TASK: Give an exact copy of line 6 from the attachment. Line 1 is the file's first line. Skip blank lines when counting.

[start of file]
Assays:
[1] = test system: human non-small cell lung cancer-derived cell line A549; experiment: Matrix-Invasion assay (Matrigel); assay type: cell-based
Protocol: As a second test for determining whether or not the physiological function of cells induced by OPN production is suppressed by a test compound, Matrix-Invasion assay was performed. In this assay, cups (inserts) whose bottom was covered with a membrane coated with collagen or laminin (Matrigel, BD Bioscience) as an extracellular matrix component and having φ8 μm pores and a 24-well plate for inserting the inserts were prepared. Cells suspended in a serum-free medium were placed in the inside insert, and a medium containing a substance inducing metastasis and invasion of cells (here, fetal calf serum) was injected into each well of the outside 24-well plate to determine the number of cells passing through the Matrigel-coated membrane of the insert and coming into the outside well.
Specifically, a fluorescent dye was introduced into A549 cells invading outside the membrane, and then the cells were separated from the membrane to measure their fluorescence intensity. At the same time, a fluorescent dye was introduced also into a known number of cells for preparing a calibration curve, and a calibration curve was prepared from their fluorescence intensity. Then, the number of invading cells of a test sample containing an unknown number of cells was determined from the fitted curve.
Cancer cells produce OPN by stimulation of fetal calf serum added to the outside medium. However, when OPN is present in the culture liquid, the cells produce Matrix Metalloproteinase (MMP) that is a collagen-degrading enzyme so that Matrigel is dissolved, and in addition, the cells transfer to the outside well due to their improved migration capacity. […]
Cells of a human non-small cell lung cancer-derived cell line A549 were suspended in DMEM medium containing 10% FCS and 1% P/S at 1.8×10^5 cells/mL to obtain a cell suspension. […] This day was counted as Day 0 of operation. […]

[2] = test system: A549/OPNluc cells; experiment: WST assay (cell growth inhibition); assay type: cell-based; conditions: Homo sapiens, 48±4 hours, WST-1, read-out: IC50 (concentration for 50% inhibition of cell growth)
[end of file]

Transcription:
Cells of a human non-small cell lung cancer-derived cell line A549 were suspended in DMEM medium containing 10% FCS and 1% P/S at 1.8×10^5 cells/mL to obtain a cell suspension. […] This day was counted as Day 0 of operation. […]